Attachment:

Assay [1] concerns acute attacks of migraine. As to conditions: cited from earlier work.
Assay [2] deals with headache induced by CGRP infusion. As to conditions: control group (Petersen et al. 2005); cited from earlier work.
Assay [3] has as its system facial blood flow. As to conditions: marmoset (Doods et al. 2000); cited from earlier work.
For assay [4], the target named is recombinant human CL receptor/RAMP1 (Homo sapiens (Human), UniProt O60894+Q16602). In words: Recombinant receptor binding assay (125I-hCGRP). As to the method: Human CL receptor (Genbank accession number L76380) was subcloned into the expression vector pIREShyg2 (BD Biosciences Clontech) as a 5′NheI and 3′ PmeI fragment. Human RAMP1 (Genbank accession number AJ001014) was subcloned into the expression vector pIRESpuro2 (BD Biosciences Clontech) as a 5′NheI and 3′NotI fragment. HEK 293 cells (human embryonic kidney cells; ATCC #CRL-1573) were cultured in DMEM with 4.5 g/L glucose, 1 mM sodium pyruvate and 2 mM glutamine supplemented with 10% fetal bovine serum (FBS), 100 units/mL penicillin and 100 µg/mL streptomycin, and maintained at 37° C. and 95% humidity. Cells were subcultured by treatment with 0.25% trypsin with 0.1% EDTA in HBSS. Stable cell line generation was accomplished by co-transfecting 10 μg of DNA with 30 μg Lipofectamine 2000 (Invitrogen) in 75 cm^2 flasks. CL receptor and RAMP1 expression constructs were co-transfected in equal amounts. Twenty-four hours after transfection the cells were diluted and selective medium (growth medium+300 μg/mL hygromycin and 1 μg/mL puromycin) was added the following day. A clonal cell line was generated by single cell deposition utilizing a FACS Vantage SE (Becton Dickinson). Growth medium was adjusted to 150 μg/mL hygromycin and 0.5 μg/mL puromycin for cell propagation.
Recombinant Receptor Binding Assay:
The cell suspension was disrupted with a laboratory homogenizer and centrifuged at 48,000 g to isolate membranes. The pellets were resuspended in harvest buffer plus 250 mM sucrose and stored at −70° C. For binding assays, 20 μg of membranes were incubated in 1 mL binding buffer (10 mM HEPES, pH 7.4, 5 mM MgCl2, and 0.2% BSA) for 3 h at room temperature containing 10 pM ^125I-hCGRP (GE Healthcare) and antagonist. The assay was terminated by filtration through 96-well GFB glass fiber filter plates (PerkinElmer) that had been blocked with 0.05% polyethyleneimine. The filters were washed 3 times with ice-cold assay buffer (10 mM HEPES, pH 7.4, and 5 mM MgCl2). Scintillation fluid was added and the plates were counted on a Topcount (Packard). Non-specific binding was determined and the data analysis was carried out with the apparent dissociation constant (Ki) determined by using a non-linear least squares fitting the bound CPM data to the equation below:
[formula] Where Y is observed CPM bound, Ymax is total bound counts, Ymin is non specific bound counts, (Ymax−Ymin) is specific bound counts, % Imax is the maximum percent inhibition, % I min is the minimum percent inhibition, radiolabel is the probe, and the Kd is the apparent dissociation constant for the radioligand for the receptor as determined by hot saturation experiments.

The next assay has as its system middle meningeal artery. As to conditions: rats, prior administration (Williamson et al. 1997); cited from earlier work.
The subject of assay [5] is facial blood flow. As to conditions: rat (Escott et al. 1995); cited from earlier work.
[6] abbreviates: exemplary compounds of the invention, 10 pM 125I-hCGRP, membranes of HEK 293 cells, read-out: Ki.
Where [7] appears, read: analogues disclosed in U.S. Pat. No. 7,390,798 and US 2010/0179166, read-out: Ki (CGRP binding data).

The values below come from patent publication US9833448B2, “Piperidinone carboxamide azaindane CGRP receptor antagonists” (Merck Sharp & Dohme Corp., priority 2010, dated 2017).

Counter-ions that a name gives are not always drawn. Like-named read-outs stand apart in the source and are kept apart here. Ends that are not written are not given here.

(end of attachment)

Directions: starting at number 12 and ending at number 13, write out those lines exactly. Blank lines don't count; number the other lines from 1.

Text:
The values below come from patent publication US9833448B2, “Piperidinone carboxamide azaindane CGRP receptor antagonists” (Merck Sharp & Dohme Corp., priority 2010, dated 2017).

Counter-ions that a name gives are not always drawn. Like-named read-outs stand apart in the source and are kept apart here. Ends that are not written are not given here.